Let us have a point A0 from which we could make a move of one step at a time. When we make the first step from A0-> A1 it will generate a simple graph of one edge and two vertices: A0 and A1. We could continue making further steps, one step at a time, from each generated vertex (except A0) until it gets three neighbors(third order). In the second instance there is only one move possible, A1->A2 and will get a linear graph of two edges and three vertices(A0, A1, A2).

In the third instance we could make steps from two vertices A1->A11 and A2->A3. Thus we will get a graph with five vertices (A0, A1, A11, A2, A3). In the forth instance we could make move from A11->A12, A2->A21, A3->A4, and will get a graph with eight vertices (A0, A1, A11, A12, A2, A21, A3, A4).

In the fifth instance we will generate a graph with 13 vertices, then in the sixth it will be 21, in the seventh it is 34, in the eight it is 55, in the ninth it is 89, and in the tenth instance the total number of vertices will be 144.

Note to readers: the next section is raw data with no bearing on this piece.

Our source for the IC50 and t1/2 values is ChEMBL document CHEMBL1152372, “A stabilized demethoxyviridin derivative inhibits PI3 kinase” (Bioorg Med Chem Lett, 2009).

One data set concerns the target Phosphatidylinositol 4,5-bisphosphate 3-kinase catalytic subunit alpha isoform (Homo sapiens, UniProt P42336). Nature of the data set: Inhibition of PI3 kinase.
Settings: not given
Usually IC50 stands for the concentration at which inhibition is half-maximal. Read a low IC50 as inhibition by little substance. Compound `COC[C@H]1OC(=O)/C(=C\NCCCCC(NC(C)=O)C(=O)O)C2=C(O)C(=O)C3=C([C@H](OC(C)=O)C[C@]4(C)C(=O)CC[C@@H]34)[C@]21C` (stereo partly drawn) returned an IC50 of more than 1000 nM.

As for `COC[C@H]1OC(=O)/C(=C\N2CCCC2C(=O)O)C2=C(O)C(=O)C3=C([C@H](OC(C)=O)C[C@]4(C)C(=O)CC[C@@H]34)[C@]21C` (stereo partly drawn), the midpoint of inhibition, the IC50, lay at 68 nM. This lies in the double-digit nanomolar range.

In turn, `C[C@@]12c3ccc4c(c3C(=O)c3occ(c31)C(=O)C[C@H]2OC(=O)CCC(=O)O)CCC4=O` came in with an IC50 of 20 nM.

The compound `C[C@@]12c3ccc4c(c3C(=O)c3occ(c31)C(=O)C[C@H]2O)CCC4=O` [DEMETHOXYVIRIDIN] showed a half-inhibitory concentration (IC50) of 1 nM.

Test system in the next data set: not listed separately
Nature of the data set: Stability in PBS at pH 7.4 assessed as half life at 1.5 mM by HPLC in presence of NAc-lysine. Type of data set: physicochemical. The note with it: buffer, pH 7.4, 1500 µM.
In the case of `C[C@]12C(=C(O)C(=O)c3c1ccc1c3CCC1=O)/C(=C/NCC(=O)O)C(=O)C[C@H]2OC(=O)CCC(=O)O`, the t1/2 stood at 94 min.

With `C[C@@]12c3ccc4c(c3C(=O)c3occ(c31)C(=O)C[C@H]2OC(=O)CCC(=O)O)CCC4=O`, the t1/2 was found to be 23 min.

If we count the newly generated vertices only, in the first instance it is 1, in the second it is also 1, in the third it is 2, in the fourth it is 3, fifth-5, sixth-8, seventh-13, eight-21, ninth-34, and the tenth-55. We could notice that in both cases, the number of all vertices and the number of newly generated vertices in each particular graph are Fibonacci numbers: 1, 2, 3, 5, 8, 13, 21, 34, 55, 89, 144… The total number or vertices in each graph is two steps ahead on the Fibonacci sequence from the number of newly generated vertices.

Goran Đorđević December 2014

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Appendex 1

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Appendix 2

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Appendix 3

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